ROBERT BULLARD: Well, you know that Houston is a city that, in many cases, defies logic in terms of where things get built and how they get built and the whole idea of where investments go. We have sparkling downtown areas, we have beautiful urban complexes that's of high-rises. But at the same time, we have areas that are semi-rural, areas that have very little infrastructure in terms of drainage, in terms of flood control, the areas that have basically open ditches and gullies and no sidewalks and kids have to walk along the street next to ditches to get to school. When it rains, those gullies and ditches fill, presents a lot of problems in terms of health and safety for children.

Houston is the only major city in United States that does not have zoning. It has allowed for really willy-nilly, haphazard kinds of development. Because of that unrestrained capitalism, it means that if you have the money, you can almost build anything anywhere. That kind of less protection for poor communities and communities of color and not having the kinds of investments in infrastructure, such as flood control, has made many communities basically sacrifice zones. When you start looking at laying a map out on the table and talking about which communities are over-polluted by industry and air pollution and water contamination, which communities have open drainage ditches and which communities are more likely to have illegal dumping of waste, I mean, these are the same communities that are low-lying and generally poorer and have an infrastructure that's older and not maintained.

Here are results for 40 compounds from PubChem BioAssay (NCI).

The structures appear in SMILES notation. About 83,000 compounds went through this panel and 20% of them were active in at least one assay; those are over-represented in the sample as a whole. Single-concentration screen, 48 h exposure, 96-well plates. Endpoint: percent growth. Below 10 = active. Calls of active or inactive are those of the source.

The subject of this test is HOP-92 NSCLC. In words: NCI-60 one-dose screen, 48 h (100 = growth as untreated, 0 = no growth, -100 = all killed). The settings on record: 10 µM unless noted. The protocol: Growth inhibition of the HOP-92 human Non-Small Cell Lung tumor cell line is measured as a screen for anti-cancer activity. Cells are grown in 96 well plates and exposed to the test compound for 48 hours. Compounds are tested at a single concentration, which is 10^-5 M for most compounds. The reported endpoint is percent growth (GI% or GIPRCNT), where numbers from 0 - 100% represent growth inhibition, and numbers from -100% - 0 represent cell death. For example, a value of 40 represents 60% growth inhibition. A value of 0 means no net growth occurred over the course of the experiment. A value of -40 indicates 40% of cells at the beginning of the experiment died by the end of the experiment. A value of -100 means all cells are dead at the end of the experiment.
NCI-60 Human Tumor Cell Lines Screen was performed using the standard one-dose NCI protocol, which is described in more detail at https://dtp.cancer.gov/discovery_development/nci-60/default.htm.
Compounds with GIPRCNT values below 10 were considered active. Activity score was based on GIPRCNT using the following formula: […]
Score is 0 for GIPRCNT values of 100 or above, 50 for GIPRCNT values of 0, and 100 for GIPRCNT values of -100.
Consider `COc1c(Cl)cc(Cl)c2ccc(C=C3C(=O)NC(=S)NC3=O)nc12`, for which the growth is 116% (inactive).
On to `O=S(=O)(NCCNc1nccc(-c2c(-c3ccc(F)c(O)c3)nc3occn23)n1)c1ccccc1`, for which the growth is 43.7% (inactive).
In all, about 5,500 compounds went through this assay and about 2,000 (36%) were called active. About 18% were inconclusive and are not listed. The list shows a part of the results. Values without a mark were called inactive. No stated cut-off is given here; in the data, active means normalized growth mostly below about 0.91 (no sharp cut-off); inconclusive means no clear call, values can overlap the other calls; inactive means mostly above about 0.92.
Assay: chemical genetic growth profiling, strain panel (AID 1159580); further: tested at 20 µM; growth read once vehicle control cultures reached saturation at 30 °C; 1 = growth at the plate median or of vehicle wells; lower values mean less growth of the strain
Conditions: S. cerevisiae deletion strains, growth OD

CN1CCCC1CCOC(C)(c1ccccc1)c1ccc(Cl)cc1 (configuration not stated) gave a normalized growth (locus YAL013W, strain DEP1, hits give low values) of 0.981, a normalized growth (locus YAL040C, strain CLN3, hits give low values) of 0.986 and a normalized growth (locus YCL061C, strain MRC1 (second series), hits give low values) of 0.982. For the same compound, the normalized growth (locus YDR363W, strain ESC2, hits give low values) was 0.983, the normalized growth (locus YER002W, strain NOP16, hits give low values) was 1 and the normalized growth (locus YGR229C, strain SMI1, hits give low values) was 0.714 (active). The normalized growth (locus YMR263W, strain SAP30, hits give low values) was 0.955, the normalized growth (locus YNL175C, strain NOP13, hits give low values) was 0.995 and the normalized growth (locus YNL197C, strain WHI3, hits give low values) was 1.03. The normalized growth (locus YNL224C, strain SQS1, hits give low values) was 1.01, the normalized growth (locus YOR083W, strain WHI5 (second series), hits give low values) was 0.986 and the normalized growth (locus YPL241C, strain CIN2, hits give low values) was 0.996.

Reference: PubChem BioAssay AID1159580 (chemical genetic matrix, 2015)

Most of this is on the east side of Houston. In Houston, Houston's east side is heavy industrial, heavy concentration of African American and Latinos. And so when you talk about that schism between these two Houstons that we're talking about ... The west side is more residential and it's more upscale, and then you talk about on the east side is where you have a lot of these industries and these neighborhoods that are fence-line. Often times, people call them sacrifice zones, in the areas that are where anything goes. These are the same areas that don't have grocery stores. These are where you have concentration of food deserts. These are the neighborhoods where you don't have a lot of parks and green space. When you talk about things that communities don't have, what we're saying is that if we are to recover in a way that's equitable, we have to address a lot of those disparities that existed before the storm.

ABBY MARTIN: The areas that suffered most from the hurricane are Houston's historically oppressed and marginalized communities.